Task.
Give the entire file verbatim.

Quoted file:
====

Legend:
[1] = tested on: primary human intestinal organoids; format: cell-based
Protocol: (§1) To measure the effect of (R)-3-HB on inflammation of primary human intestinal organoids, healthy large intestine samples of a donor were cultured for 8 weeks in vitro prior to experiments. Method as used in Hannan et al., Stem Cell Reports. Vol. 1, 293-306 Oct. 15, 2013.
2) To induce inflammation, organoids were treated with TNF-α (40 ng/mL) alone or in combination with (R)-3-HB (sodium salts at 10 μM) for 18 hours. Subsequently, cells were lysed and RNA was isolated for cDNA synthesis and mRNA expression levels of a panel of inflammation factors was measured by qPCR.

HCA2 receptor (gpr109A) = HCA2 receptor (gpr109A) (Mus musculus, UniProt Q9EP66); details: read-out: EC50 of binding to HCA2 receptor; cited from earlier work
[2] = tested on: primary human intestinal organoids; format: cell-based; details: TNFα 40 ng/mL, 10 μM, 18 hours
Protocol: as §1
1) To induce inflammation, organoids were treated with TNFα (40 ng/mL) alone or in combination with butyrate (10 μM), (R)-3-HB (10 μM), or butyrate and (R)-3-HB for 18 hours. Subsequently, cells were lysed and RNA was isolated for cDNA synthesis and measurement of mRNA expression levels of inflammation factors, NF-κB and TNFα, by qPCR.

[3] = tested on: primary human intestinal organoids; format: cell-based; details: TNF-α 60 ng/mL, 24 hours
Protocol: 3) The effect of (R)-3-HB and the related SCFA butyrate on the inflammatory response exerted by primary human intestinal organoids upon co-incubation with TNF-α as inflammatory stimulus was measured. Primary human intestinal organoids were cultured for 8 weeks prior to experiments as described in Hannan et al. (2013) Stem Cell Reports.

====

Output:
Legend:
[1] = tested on: primary human intestinal organoids; format: cell-based
Protocol: (§1) To measure the effect of (R)-3-HB on inflammation of primary human intestinal organoids, healthy large intestine samples of a donor were cultured for 8 weeks in vitro prior to experiments. Method as used in Hannan et al., Stem Cell Reports. Vol. 1, 293-306 Oct. 15, 2013.
2) To induce inflammation, organoids were treated with TNF-α (40 ng/mL) alone or in combination with (R)-3-HB (sodium salts at 10 μM) for 18 hours. Subsequently, cells were lysed and RNA was isolated for cDNA synthesis and mRNA expression levels of a panel of inflammation factors was measured by qPCR.

HCA2 receptor (gpr109A) = HCA2 receptor (gpr109A) (Mus musculus, UniProt Q9EP66); details: read-out: EC50 of binding to HCA2 receptor; cited from earlier work
[2] = tested on: primary human intestinal organoids; format: cell-based; details: TNFα 40 ng/mL, 10 μM, 18 hours
Protocol: as §1
1) To induce inflammation, organoids were treated with TNFα (40 ng/mL) alone or in combination with butyrate (10 μM), (R)-3-HB (10 μM), or butyrate and (R)-3-HB for 18 hours. Subsequently, cells were lysed and RNA was isolated for cDNA synthesis and measurement of mRNA expression levels of inflammation factors, NF-κB and TNFα, by qPCR.

[3] = tested on: primary human intestinal organoids; format: cell-based; details: TNF-α 60 ng/mL, 24 hours
Protocol: 3) The effect of (R)-3-HB and the related SCFA butyrate on the inflammatory response exerted by primary human intestinal organoids upon co-incubation with TNF-α as inflammatory stimulus was measured. Primary human intestinal organoids were cultured for 8 weeks prior to experiments as described in Hannan et al. (2013) Stem Cell Reports.